Saturday marked a sombre anniversary in Nanaimo as it was two years to the day that a shooting occurred at the now-closed Western Forest Products mill.
Tony Sudar and Earl Kelly were injured in the April 30 incident, while Michael John Lunn and Fred James McEachern were killed.
Lorraine McEachern, Fred’s wife, said her family is doing as well as can be expected.
“We’re all doing fine here, carrying on … we’re just being together and working through it together,” said McEachern.
Lunn’s family members are also trying to carry on with their lives.
“It’s two years; we’re re-living how it went down, but we’re also re-living how [Michael] lived, so we’re trying to do the best we can with what we’ve got,” said Marlene Lunn, Michael’s widow.
The alleged shooter is scheduled to stand trial in September. McEachern said she is as prepared as can be for the trial.
“We haven’t really done a whole lot in regards to it. We’re just waiting to see what happens with the date because you know it can be changed. I hope it doesn’t … it prolongs the healing for all of us and it would be nice to be able to have a little bit of closure,” McEachern said.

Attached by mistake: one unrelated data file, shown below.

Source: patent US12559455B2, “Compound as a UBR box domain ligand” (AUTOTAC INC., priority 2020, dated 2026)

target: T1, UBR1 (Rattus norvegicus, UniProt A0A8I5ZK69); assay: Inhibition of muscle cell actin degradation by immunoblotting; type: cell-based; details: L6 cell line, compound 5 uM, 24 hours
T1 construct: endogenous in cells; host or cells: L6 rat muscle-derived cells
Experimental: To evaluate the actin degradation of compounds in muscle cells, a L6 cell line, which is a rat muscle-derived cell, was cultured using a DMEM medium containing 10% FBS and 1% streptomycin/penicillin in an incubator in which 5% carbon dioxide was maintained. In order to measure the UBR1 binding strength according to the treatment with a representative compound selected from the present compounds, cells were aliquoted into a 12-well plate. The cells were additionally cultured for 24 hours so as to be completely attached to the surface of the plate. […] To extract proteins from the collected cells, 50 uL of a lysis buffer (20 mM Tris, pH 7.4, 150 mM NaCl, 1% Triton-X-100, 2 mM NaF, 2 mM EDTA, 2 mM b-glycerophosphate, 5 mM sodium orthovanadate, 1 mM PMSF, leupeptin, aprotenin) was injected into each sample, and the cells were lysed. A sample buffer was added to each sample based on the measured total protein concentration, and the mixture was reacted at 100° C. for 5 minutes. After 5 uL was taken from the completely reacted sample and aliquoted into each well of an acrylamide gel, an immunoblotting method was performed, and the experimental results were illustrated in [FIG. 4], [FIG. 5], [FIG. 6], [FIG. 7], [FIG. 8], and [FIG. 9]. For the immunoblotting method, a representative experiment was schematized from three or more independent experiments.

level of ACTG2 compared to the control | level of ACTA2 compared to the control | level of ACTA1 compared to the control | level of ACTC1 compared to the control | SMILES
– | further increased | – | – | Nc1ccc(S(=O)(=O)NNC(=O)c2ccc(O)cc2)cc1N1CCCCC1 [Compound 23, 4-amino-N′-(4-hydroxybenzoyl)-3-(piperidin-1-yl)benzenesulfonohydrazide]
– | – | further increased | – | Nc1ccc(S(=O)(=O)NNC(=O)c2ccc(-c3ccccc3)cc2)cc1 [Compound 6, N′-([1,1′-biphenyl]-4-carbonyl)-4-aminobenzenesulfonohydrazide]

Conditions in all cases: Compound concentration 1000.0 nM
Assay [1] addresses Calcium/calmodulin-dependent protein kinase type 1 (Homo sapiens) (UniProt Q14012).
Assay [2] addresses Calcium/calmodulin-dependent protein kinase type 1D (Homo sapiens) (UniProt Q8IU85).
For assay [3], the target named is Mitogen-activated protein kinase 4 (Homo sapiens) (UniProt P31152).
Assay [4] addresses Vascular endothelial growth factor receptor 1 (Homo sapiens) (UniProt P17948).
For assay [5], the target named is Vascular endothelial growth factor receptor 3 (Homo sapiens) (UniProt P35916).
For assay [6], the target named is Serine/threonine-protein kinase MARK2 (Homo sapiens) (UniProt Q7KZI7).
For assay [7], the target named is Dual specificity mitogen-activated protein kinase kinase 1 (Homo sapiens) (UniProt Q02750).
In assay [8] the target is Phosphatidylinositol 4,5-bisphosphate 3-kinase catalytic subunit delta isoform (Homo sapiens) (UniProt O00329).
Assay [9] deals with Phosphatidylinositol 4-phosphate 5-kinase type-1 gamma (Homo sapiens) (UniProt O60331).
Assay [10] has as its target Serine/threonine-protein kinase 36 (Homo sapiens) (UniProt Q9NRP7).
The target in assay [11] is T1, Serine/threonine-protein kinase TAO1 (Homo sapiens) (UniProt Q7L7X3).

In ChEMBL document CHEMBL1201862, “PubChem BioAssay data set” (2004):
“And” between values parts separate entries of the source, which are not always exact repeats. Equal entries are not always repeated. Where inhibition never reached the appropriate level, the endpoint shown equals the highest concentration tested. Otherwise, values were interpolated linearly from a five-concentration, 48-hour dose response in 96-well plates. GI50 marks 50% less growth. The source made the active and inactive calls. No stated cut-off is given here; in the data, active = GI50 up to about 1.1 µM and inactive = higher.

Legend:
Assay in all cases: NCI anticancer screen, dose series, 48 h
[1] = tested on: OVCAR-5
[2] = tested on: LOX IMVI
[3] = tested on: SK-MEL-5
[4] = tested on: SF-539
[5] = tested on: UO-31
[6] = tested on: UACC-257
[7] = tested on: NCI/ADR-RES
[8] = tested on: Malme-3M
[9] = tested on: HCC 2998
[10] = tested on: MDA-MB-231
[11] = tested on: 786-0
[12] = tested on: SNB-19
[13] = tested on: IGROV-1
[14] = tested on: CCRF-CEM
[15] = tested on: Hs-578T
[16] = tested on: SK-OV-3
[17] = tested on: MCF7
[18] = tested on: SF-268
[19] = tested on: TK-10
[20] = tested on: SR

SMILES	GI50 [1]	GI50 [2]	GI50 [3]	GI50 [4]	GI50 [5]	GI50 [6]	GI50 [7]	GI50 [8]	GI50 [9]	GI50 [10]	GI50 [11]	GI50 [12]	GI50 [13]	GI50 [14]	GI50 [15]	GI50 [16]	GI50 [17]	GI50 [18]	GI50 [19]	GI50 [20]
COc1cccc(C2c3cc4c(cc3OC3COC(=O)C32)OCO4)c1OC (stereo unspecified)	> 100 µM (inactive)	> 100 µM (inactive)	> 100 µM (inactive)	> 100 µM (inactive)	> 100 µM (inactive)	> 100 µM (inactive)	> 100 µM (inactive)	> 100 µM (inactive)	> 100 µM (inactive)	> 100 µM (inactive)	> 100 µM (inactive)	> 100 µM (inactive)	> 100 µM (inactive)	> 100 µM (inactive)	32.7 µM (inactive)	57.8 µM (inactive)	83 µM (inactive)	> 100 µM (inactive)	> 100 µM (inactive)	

Lunn, who plans to attend the trial with her daughter Marcy, is bracing for it as well.
“We’re going to become victims again, but we have to do this and it’s part of our journey as well, so we’ll be there and hopefully it will go on schedule,” Lunn said.
In the wake of the shooting, Marlene and Marcy Lunn and a group of friends formed the Red Shirt Foundation – after Michael’s love of red T-shirts – which has a goal of raising awareness of workplace violence.
The foundation has recently conducted a research project, surveying five mills.
“We’re going to compile [information], give it back to the mill workers and hopefully work with management and the unions in order to change some of the workplace policies that are feeding workplace violence,” said Marlene.